Geek Sublime: Writing Fiction, Coding Software by Vikram Chandra is an examination of the Indian genius for coding, told through the secret computer programming career of the acclaimed literary novelist, Chandra himself.
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A great novelist on his twin obsessions: writing and coding. What is the relationship between the two? Is there such a thing as the sublime in code? Can we ascribe beauty to the craft of coding?
Vikram Chandra is the award-winning author of two acclaimed novels and a collection of short stories – and has been a computer programmer for almost as long as he has been a writer. In his extraordinary new book he looks at the connection between these two worlds of art and technology. Coders are obsessed with elegance and style, just as writers are, but do the words mean the same thing to both? And is it a coincidence that Chandra is drawn to two seemingly opposing ways of thinking?
Exploring these questions, Chandra creates an idiosyncratic history of coding – exploring such varied topics as logic gates and literary modernism, the male machismo of geeks, the striking presence of an ‘Indian Mafia’ in Silicon Valley, and the writings of Abhinavagupta, the 10th – 11th century Kashmiri thinker. Part technology story and part memoir, Geek Sublime is a book of sweeping ideas. It is a heady and utterly original work.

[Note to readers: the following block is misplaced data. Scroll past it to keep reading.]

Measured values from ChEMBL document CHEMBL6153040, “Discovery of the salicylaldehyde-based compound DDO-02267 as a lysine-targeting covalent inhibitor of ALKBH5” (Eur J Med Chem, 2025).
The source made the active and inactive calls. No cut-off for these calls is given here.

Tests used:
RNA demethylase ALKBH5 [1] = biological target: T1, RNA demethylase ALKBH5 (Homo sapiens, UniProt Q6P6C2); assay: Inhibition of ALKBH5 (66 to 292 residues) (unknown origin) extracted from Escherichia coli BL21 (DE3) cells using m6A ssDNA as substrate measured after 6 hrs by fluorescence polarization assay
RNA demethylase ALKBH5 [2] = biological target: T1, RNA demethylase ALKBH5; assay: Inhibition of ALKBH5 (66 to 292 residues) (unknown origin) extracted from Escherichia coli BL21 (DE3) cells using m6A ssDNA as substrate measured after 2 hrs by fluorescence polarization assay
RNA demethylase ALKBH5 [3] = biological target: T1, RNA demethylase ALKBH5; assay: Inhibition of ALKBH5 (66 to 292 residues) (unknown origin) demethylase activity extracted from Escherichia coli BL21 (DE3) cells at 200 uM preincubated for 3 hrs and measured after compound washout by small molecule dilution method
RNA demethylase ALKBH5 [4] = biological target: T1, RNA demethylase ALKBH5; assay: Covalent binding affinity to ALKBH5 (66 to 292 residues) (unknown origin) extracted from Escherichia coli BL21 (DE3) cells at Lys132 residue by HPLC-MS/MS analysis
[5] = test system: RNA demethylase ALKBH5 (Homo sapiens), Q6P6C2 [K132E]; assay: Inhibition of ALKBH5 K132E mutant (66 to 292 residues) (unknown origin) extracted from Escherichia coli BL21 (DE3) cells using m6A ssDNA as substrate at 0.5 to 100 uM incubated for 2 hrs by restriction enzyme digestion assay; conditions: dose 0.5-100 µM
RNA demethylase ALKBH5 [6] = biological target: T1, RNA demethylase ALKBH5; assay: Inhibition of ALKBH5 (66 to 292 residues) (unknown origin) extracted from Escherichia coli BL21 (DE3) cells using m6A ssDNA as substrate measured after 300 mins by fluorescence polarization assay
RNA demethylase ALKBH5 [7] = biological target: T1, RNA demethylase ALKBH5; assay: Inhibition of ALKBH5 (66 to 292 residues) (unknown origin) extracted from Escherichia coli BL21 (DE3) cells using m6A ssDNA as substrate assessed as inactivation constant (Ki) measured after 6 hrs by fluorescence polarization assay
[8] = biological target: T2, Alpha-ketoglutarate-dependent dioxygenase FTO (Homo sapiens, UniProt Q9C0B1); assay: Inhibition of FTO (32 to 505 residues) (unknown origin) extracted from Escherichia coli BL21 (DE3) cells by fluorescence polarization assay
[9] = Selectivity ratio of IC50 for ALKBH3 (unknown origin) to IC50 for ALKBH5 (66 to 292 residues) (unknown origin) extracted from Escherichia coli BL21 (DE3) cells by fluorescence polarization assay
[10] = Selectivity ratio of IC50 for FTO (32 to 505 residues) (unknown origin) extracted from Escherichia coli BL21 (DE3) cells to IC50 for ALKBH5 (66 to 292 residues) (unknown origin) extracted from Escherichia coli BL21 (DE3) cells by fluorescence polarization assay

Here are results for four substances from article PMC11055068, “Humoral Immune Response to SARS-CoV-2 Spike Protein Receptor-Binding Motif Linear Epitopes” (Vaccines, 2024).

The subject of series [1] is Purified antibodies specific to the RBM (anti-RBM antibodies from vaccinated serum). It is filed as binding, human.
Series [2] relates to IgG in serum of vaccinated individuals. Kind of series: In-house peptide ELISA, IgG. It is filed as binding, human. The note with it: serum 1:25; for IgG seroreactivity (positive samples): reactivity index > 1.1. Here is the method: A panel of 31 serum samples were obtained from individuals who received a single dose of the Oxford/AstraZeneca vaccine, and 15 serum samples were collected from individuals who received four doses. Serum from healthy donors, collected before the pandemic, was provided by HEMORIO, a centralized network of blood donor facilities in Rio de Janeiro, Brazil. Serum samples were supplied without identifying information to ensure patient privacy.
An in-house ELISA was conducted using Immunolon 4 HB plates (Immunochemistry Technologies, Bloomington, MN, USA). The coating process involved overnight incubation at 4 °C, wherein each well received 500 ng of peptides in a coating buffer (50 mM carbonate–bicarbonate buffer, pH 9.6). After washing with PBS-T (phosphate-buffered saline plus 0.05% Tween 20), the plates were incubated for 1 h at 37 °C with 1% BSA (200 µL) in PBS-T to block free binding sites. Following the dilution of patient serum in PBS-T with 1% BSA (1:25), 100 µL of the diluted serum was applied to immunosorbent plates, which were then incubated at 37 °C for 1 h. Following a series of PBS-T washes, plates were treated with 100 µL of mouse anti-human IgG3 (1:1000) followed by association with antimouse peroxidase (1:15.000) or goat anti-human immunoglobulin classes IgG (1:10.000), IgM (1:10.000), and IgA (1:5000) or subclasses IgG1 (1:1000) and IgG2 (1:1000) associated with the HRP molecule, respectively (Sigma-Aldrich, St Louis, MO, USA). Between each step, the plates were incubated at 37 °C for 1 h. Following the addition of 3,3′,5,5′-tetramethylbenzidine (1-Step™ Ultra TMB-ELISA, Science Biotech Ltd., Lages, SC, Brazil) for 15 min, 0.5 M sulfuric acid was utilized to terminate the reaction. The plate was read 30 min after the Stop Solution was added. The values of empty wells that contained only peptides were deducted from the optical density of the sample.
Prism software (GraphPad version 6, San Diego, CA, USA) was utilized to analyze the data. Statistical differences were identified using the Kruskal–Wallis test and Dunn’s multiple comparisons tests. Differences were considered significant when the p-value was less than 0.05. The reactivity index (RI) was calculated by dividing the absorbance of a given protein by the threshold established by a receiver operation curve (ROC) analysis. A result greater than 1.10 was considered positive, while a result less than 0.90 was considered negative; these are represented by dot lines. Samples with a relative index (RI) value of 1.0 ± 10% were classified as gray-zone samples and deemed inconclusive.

A thought-provoking set of linked essays that are part memoir, part analysis of geeks, part aesthetic treasure. If that makes the book sound a bit incoherent, it is nothing of the sort. It is a delight to read and never prescriptive.
Computational thinking is not new, and it is grounded in more fundamental disciplines such as mathematics, philosophy and linguistics. This, indeed, is one of the messages of Vikram Chandra's fascinating and often beautiful new book, a kind of techno-artistic memoir that is informed by his unusual double ability as both novelist and coder.
Mr Chandra's description of how computers work is masterly.
An illuminating, genre-defying exploration of a world that, despite the ubiquity of computers, most people (many coders included) find alien and don't fully understand.
A compendium of delight in which Chandra delves with relish into the bowels of technology and the intricate mechanisms of linguistic suggestion, drawing on his own experiences to create an extraordinary thesis that is part autobiography, part crash course in coding and unfailingly an ode to language ... an eloquent tribute to text and its ability to shape our emotions, and rewrite the very world we live in.
An unexpected tour de force. . . . Its ambition: to look deeply, and with great subtlety, into the connections and tensions between the worlds-the cultures-of technology and art. The book becomes an exquisite meditation on aesthetics, and meanwhile it is also part memoir, the story of a young man finding his way from India to the West and back, and from literature to programming and back. . . . Programmers feel an exhilarating creative mastery, and Chandra captures it.
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